Re the original post: There are so many potential causes of the difference between average uninsured rates in right-to-work states and others that I would discourage speculation about any one possible cause until/unless your research turns up well-designed studies with regression analyses.

  16. #16 Tonia
    November 20, 2007

    My feeling is that the Unions demand money from union members and then shafts them when it comes to health insurance. In my opinion and experience we pay a heffty due and the union kept changing our health insurance untill finaly we ended up with a Crapy HMO, that require us to pay $50.00 for Doctors visit. I believe that we should have the right to say NO! we don’t want to be in the union it should be our choice not the Unions. In our case we are better off with out a union and their hands in our pocket. We want out is time for the Union to go they fight for nothing except keeping them selves rich thats my take on this.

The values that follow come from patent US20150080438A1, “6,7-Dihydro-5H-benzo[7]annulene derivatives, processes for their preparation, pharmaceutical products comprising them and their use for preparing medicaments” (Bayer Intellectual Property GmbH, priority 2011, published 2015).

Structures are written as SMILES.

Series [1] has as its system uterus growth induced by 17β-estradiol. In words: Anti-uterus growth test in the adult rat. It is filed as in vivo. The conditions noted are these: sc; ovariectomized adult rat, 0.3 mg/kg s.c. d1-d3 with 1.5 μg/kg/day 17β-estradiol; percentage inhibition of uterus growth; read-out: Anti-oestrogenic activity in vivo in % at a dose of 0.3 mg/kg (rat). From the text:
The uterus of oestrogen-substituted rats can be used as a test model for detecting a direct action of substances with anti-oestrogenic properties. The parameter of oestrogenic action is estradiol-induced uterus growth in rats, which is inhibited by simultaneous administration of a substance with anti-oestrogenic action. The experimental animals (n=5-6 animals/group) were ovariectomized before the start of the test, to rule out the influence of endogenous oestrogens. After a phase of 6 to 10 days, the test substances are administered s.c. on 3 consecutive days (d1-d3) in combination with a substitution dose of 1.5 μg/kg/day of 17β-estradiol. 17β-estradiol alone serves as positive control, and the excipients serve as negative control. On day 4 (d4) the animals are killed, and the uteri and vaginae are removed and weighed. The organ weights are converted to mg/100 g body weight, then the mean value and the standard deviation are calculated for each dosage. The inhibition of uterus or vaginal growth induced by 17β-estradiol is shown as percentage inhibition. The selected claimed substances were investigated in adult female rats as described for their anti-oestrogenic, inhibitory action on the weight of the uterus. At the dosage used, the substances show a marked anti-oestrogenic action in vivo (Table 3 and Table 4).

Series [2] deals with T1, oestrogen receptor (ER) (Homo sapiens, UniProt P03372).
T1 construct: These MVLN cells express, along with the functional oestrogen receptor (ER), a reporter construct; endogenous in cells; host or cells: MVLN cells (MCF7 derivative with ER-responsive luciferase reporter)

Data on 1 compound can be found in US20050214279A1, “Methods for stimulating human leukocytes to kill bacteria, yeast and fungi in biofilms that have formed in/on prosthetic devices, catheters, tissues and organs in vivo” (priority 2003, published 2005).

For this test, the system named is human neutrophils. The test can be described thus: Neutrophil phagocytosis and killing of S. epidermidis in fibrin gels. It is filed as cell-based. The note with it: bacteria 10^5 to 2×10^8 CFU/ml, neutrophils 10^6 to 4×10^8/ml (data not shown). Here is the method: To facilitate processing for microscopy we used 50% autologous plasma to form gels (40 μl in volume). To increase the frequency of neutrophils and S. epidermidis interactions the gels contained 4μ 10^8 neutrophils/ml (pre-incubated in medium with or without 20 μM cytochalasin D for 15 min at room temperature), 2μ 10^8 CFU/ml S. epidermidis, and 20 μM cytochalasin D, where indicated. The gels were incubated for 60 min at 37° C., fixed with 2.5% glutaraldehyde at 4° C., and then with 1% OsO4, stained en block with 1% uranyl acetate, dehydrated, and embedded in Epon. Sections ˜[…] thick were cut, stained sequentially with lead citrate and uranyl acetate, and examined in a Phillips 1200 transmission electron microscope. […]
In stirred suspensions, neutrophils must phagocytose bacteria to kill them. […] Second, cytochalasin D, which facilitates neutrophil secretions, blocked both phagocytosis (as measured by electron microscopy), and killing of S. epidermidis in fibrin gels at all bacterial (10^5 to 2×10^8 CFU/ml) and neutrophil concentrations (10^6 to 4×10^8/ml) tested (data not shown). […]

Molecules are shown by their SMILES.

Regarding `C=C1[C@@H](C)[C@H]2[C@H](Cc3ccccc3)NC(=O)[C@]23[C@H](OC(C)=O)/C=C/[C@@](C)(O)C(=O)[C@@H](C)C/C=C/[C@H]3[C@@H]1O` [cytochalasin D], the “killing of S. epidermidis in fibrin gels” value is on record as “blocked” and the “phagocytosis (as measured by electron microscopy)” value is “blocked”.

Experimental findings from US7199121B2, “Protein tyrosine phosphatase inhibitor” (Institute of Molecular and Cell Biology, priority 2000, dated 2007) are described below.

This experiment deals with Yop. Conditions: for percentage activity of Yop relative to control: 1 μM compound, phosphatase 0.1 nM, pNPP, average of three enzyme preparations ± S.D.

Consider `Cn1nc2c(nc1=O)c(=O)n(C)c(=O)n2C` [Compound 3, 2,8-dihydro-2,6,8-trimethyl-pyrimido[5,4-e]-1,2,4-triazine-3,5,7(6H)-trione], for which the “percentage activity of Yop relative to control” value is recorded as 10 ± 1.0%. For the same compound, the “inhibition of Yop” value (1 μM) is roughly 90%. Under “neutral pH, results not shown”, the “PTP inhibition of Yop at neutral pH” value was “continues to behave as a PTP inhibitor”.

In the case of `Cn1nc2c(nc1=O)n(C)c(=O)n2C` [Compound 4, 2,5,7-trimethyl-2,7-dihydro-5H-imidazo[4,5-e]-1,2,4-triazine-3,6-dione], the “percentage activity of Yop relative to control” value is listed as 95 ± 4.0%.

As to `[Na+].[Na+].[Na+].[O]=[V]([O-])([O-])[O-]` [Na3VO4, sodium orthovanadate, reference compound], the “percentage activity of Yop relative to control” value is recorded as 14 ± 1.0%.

17. #17 Wayne Moynihan
    January 4, 2009

    I have worked in many fields in my 40 years from the U.S. Army to shoveling cow manure for 3.00 an hour.

    I am currently employed for the past 7 years in my first Union job and possibly losing it due to layoffs.

    In the past 7 years I have become a Union activist and am a firm believer that unions are the backbone to the middle class in this great country.

    What people forget was before unions on the job deaths where through the roof people were forced to work long hours for little pay no overtime pay little or no benefits,time off vacation or human rights

    The railroad workers had to fight private armies of armed Pinkerton guards to get their rights Imagine having to goto work with your rifle and having gun battles just to go home at night